Two species of bird are said to use niger seed feeders, but up until this winter I’d only ever seen one of them on mine, and that’s the goldfinch (Carduelis carduelis, Dansk: stillits). The other species, that I had never seen was the siskin (Carduelis spinus, Dansk: grønsisken).
A siskin refuelling on niger seed
Not only had they not appeared on the feeders but I hadn’t seen one for years before this winter. My friend in the village said that he had seen one on his feeders and it was reported that the dreadful weather last year had caused such a shortage of wild seed, the siskins natural food source, that they were showing up in gardens in unusual numbers. Needs as needs must when hunger prevails.
The normal diet of the siskin consists of seeds from spruce, pine, alder or birch trees and they will occasionally feed on invertebrates too. In the photograph above it’s easy to see the long and pointed but powerful beak it would need to extract the seeds from pine cones.
The conservation status of the siskin according to the British Trust for Ornithology is green and they don’t appear to be in any danger, which is unusual in itself these days, so it’s surprising I haven’t seen one for so long. It’s a resident breeder here in the UK and a passage and winter visitor, flying in from further north in Europe.
They are particularly handsome birds and although it’s a pleasure to see them I hope the need to use garden feeders doesn’t go on from year to year or their green conservation status may not last.
Posted in Birds, Garden birds, Ornithology, Songbirds, UK wildlife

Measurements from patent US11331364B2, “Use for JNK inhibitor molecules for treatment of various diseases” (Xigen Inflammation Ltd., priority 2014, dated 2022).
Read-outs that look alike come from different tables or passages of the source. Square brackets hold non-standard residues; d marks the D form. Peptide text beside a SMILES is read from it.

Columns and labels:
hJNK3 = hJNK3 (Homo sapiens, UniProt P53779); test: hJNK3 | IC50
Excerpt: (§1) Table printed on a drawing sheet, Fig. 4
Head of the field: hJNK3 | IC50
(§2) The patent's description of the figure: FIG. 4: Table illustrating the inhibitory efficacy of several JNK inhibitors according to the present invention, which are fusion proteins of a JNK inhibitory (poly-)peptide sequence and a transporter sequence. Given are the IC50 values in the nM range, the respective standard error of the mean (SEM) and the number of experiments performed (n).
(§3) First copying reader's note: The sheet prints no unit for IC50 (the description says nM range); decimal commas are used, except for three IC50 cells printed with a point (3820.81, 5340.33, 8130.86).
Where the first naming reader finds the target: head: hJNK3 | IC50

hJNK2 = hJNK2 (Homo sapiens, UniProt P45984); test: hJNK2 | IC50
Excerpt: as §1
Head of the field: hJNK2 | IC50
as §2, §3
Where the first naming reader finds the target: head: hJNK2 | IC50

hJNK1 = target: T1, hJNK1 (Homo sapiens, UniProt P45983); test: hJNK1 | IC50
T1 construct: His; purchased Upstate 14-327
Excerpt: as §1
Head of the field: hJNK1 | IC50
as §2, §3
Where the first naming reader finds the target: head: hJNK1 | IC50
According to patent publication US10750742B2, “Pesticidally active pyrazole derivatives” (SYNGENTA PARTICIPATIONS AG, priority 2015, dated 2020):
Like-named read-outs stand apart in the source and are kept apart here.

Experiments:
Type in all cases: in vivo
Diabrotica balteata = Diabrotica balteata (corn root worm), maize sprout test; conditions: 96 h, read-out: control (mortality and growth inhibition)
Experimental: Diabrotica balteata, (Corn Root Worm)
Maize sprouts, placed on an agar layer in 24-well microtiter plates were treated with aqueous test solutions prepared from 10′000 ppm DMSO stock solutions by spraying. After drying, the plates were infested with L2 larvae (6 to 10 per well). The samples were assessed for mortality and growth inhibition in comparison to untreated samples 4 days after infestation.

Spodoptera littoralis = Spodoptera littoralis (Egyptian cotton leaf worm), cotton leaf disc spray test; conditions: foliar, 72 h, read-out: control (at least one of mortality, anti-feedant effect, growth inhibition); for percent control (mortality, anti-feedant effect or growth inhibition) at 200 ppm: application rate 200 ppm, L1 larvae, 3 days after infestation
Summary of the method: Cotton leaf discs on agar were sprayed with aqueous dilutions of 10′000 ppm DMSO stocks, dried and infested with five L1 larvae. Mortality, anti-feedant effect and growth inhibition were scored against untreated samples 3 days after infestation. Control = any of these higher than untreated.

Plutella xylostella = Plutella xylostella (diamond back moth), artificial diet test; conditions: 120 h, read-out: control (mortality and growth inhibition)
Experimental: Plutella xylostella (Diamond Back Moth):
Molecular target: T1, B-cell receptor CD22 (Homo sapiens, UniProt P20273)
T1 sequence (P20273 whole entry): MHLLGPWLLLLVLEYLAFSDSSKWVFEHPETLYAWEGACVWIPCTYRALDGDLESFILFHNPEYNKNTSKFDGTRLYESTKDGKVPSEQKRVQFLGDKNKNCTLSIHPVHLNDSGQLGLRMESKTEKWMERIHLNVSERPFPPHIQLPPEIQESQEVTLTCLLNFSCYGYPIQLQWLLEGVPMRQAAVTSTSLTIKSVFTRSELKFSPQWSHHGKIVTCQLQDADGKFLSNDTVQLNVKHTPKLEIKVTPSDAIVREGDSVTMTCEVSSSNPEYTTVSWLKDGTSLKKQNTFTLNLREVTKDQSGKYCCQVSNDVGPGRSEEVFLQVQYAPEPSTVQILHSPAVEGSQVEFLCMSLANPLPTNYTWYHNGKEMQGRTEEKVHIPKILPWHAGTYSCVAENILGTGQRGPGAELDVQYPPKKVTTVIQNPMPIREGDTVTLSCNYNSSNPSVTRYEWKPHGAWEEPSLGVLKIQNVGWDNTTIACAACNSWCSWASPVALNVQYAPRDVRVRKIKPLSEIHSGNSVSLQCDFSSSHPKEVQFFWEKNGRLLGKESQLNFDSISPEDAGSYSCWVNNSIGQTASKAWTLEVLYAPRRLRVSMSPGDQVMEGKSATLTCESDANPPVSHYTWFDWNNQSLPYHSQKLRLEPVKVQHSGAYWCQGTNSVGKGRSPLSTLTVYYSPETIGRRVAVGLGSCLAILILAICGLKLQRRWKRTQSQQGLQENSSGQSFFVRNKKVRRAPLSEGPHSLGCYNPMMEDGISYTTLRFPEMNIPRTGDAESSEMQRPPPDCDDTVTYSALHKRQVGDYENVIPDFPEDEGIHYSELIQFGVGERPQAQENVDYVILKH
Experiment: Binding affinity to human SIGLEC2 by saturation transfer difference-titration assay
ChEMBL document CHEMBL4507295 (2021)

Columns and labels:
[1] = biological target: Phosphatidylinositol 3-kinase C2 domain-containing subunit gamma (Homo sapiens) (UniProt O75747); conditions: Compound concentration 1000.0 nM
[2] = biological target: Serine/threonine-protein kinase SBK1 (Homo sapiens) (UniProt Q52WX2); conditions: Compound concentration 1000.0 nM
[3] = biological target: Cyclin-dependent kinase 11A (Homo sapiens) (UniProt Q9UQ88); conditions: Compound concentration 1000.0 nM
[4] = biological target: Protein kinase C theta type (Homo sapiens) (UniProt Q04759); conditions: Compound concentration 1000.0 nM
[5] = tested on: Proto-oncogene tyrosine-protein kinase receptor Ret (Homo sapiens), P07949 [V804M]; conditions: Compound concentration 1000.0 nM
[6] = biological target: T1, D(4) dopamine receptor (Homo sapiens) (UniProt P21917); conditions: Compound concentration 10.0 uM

Tagged Carduelis spinus, finch, grønsisken, niger seed, siskin, siskin conservation status, siskins in gardens, UK garden birds, unusual garden visitors
About this time last year I published a post about the battling blackbirds in my back garden. The weather last February was mild and vry pleasant and I think the breeding season really got going then. As you can see, full on combat ensued. This year has seen none of the aggression of past year, at least not in my garden, but whilst watching the other birds I noticed this female blackbird making repeated trips to collect moss from my lawn. I’ve never understood why us Brits in particular want our garden lawns to look like the centre court at Wimbledon (before the All England Championships), I’d much rather see sights like this:
Behind the magnificent mossy muzzy is a female blackbird
She has been toing and froing for at least three days now collecting these huge beakfuls of moss and I reckon her chicks are going to be as snug as a bug in the nest she is busy constructing.
The male has also been very busy in the garden but his activities are rather less altruistic…
Seed or fruit, which is it to be?
There might even be a worm under there…
Result! That bloke in there has left me an apple core
All his visits seem to be focussed solely on replenishing his energy supply, but the reason I’ve seen no battles this year is because he’s dealt with the opposition, so I guess he needs to concentrate on feeding himself up again.
The blackbird (Turdus merula, Dansk: solsort) and the fieldfare (Turdus pilaris, Dansk: sjagger), both members of the thrush family, like fruit and any old grapes, apple cores or pears get thrown out for them.